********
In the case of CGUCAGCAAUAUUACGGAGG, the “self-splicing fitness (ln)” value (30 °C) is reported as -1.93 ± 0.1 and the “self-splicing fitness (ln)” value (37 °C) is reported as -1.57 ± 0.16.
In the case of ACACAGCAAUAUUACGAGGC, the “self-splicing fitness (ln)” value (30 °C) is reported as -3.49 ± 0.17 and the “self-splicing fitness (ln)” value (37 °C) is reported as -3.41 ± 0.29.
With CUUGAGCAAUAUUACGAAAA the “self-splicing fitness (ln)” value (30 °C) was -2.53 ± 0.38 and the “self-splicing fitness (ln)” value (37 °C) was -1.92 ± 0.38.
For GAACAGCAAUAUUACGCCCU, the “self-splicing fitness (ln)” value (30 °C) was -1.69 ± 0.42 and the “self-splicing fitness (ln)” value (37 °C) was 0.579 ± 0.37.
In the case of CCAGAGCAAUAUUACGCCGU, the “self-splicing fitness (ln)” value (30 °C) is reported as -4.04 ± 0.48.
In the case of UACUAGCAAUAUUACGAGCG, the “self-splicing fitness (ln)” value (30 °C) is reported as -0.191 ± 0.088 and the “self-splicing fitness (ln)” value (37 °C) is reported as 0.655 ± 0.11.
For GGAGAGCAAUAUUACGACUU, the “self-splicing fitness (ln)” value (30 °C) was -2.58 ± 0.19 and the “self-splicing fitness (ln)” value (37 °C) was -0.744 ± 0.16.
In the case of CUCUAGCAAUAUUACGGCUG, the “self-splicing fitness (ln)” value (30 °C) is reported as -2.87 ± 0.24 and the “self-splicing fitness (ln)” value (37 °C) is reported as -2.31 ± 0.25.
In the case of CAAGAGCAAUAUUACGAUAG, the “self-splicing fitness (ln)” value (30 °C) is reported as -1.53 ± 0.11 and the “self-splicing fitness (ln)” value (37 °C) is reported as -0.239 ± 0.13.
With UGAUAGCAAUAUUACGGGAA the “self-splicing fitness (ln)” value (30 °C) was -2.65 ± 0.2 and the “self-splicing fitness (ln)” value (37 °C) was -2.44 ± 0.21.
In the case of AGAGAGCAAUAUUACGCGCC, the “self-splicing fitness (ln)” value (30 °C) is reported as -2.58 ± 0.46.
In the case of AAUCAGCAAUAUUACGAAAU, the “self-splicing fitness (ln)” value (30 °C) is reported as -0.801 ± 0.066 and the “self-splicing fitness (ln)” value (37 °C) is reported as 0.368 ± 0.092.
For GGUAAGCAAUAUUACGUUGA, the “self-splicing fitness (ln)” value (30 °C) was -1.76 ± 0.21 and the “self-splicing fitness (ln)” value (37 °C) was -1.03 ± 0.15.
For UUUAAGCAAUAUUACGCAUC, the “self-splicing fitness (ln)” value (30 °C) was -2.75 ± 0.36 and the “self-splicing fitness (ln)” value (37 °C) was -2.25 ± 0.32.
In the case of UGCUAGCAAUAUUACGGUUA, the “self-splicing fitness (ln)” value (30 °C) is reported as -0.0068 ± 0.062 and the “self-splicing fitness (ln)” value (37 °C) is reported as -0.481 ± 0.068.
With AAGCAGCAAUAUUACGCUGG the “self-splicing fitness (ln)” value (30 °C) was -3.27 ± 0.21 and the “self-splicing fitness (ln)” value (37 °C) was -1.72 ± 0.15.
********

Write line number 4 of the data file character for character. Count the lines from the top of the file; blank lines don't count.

For GAACAGCAAUAUUACGCCCU, the “self-splicing fitness (ln)” value (30 °C) was -1.69 ± 0.42 and the “self-splicing fitness (ln)” value (37 °C) was 0.579 ± 0.37.